She went to the "new world". Ahhhh, I just had to...
    Scott

  6. #41
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    Default Re: Lateen

    [QUOTE=mpdebono;5429672]
    Quote Originally Posted by Popeye53 View Post
    Nice one here too.. love the hulls on some of the latine riggers. plumb stem, counter stern. Anyone know of any plans for this type of open boat?

    Did you ever find any plans for something like this?

    Francois Vivier has a lateener, and Selway Fisher also. Both very nice.

  7. #42
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    Default Re: Lateen

    It's always been a popular rig.





    The Snark with the 2 boys, that may as well have been me. It taught me the basics of sailing, and my brother and friends and I had irreplaceable adventures.

  8. #43
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    Default Re: Lateen

    Watertaxi´s Poros Greece. Not that long ago.


  9. #44
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    Default Re: Lateen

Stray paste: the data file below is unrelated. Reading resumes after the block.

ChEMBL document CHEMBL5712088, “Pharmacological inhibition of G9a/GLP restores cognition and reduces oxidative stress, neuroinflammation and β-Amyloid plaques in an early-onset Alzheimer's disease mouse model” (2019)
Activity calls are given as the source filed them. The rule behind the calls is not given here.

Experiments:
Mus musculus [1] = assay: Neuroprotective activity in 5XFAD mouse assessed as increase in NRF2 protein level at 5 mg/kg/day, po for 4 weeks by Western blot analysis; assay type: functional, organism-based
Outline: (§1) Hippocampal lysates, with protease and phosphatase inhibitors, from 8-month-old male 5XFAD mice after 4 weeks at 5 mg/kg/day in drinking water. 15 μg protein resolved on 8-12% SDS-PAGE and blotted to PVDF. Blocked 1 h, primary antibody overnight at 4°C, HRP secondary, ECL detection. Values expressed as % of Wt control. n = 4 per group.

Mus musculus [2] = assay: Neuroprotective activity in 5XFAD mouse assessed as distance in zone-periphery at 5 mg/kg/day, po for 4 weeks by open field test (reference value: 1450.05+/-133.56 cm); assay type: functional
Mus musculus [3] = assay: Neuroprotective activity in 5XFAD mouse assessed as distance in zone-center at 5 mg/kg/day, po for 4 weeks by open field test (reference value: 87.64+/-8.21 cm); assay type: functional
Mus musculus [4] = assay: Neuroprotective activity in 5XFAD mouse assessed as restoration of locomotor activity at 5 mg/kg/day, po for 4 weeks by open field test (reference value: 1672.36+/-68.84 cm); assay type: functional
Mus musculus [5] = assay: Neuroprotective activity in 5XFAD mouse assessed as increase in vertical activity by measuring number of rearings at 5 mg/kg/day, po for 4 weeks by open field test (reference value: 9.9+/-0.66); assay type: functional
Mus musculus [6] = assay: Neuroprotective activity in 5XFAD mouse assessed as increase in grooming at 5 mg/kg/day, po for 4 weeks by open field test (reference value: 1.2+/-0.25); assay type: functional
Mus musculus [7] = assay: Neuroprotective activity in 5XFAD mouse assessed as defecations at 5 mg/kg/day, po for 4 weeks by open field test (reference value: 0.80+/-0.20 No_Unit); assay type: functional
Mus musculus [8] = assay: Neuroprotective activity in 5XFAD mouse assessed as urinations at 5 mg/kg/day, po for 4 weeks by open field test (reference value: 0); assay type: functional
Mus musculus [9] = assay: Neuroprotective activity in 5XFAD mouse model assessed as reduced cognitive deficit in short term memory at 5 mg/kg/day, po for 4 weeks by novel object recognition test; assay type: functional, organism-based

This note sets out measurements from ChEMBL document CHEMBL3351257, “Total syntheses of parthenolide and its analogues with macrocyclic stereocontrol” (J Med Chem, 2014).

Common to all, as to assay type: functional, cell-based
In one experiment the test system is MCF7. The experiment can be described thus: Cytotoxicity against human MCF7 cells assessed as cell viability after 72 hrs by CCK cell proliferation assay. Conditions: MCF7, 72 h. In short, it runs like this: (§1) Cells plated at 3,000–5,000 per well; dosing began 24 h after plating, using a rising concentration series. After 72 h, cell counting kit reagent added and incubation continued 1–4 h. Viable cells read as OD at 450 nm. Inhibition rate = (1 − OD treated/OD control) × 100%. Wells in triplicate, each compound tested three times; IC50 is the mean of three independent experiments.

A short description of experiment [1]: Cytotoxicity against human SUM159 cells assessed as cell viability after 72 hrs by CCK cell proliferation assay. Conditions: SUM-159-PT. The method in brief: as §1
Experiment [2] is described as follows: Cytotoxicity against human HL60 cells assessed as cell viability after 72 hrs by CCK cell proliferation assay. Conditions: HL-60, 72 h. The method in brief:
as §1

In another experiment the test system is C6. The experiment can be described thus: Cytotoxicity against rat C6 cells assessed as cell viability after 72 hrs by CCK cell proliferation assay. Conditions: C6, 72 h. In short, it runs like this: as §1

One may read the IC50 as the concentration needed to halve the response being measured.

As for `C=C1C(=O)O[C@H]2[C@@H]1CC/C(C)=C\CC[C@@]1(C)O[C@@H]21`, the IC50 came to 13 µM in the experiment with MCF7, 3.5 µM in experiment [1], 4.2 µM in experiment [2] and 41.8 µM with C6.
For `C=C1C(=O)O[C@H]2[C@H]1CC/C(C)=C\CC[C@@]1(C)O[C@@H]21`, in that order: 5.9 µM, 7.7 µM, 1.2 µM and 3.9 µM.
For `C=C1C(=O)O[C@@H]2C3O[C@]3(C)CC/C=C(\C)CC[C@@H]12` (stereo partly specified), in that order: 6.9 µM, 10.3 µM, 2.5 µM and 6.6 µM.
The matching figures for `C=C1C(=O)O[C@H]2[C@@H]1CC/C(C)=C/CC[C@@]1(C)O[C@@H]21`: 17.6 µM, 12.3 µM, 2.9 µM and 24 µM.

Quote Originally Posted by FF View Post

    Francois Vivier has a lateener, and Selway Fisher also. Both very nice.
    I'll contribute this boat - http://mourav.com/canoa-da-picada/, which is lovely although far larger. I wonder if it could be successfully reduced to the size of something like Atkin's Valgerda (18'7").
    Last edited by Wiley Baggins; 12-31-2017 at 08:59 PM.

  10. #45
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    Default Re: Lateen

    Model Pahi Lateen rig 3.jpgtesting Something a bit different hereic postingfrom computer

    Something a bit different here.....an Oceanic Lateen on a 1/10 scale model of my SO Pahi (Shunting Oceanic Pahi), which in full size is a 30 ft double canoe type proa.

    Since the image upload function seems to be working for me, I can follow up with pics and text info of the actual build.....probably under the heading of SO Pahi.

  11. #46
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    Default Re: Lateen

    Quote Originally Posted by Lugalong View Post
    Model Pahi Lateen rig 3.jpgtesting Something a bit different hereic postingfrom computer

    Something a bit different here.....an Oceanic Lateen on a 1/10 scale model of my SO Pahi (Shunting Oceanic Pahi)
    Keep talking...

    Very cool looking boat.

    Peace,
    Robert

  12. #47
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    Default Re: Lateen

    Wiley, That sort of sail (actually maybe more of a "settee" type than a lateen due to the short luff) is certainly possible in a smaller size. I've actually built a couple for small boats. In a lot of cases though, it makes a better all round recreational sail when fitted with a loose footed boom and sailed as a balanced lug.